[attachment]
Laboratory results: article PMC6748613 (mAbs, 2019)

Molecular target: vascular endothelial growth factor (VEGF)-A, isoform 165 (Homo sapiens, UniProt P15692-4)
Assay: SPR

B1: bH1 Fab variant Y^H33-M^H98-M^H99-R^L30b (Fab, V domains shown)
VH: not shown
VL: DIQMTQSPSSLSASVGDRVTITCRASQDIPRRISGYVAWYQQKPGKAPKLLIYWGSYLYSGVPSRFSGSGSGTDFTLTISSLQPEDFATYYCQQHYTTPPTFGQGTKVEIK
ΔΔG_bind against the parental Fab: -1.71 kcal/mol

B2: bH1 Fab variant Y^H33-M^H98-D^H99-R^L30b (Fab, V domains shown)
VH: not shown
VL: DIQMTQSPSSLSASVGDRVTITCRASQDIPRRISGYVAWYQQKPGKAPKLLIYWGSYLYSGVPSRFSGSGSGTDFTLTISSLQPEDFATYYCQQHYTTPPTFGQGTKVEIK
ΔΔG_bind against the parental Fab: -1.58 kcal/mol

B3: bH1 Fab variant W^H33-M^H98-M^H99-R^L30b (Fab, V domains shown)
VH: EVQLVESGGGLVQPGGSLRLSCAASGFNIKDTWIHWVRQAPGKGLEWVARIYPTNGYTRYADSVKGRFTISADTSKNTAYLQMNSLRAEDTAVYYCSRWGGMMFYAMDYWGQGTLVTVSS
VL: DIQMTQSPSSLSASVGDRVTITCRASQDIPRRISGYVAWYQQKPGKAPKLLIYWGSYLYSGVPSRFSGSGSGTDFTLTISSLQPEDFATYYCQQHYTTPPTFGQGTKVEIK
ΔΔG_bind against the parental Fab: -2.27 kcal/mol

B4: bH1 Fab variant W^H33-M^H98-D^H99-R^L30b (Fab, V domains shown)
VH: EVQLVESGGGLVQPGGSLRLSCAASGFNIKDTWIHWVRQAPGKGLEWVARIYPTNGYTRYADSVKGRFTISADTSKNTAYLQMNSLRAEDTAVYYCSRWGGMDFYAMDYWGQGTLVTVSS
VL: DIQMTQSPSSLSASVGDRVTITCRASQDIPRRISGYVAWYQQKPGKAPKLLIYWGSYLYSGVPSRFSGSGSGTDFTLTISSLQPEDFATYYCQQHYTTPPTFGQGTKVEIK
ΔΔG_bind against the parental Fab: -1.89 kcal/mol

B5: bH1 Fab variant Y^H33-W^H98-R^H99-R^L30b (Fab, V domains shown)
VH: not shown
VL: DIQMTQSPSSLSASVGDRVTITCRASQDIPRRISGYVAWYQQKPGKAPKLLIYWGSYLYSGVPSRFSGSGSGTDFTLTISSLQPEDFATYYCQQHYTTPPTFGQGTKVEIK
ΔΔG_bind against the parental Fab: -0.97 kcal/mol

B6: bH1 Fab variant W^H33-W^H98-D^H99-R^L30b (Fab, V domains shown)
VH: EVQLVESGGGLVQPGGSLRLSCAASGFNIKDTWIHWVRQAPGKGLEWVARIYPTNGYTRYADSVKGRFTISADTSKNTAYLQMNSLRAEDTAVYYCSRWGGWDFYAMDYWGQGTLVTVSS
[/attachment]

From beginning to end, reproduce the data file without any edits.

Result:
Laboratory results: article PMC6748613 (mAbs, 2019)

Molecular target: vascular endothelial growth factor (VEGF)-A, isoform 165 (Homo sapiens, UniProt P15692-4)
Assay: SPR

B1: bH1 Fab variant Y^H33-M^H98-M^H99-R^L30b (Fab, V domains shown)
VH: not shown
VL: DIQMTQSPSSLSASVGDRVTITCRASQDIPRRISGYVAWYQQKPGKAPKLLIYWGSYLYSGVPSRFSGSGSGTDFTLTISSLQPEDFATYYCQQHYTTPPTFGQGTKVEIK
ΔΔG_bind against the parental Fab: -1.71 kcal/mol

B2: bH1 Fab variant Y^H33-M^H98-D^H99-R^L30b (Fab, V domains shown)
VH: not shown
VL: DIQMTQSPSSLSASVGDRVTITCRASQDIPRRISGYVAWYQQKPGKAPKLLIYWGSYLYSGVPSRFSGSGSGTDFTLTISSLQPEDFATYYCQQHYTTPPTFGQGTKVEIK
ΔΔG_bind against the parental Fab: -1.58 kcal/mol

B3: bH1 Fab variant W^H33-M^H98-M^H99-R^L30b (Fab, V domains shown)
VH: EVQLVESGGGLVQPGGSLRLSCAASGFNIKDTWIHWVRQAPGKGLEWVARIYPTNGYTRYADSVKGRFTISADTSKNTAYLQMNSLRAEDTAVYYCSRWGGMMFYAMDYWGQGTLVTVSS
VL: DIQMTQSPSSLSASVGDRVTITCRASQDIPRRISGYVAWYQQKPGKAPKLLIYWGSYLYSGVPSRFSGSGSGTDFTLTISSLQPEDFATYYCQQHYTTPPTFGQGTKVEIK
ΔΔG_bind against the parental Fab: -2.27 kcal/mol

B4: bH1 Fab variant W^H33-M^H98-D^H99-R^L30b (Fab, V domains shown)
VH: EVQLVESGGGLVQPGGSLRLSCAASGFNIKDTWIHWVRQAPGKGLEWVARIYPTNGYTRYADSVKGRFTISADTSKNTAYLQMNSLRAEDTAVYYCSRWGGMDFYAMDYWGQGTLVTVSS
VL: DIQMTQSPSSLSASVGDRVTITCRASQDIPRRISGYVAWYQQKPGKAPKLLIYWGSYLYSGVPSRFSGSGSGTDFTLTISSLQPEDFATYYCQQHYTTPPTFGQGTKVEIK
ΔΔG_bind against the parental Fab: -1.89 kcal/mol

B5: bH1 Fab variant Y^H33-W^H98-R^H99-R^L30b (Fab, V domains shown)
VH: not shown
VL: DIQMTQSPSSLSASVGDRVTITCRASQDIPRRISGYVAWYQQKPGKAPKLLIYWGSYLYSGVPSRFSGSGSGTDFTLTISSLQPEDFATYYCQQHYTTPPTFGQGTKVEIK
ΔΔG_bind against the parental Fab: -0.97 kcal/mol

B6: bH1 Fab variant W^H33-W^H98-D^H99-R^L30b (Fab, V domains shown)
VH: EVQLVESGGGLVQPGGSLRLSCAASGFNIKDTWIHWVRQAPGKGLEWVARIYPTNGYTRYADSVKGRFTISADTSKNTAYLQMNSLRAEDTAVYYCSRWGGWDFYAMDYWGQGTLVTVSS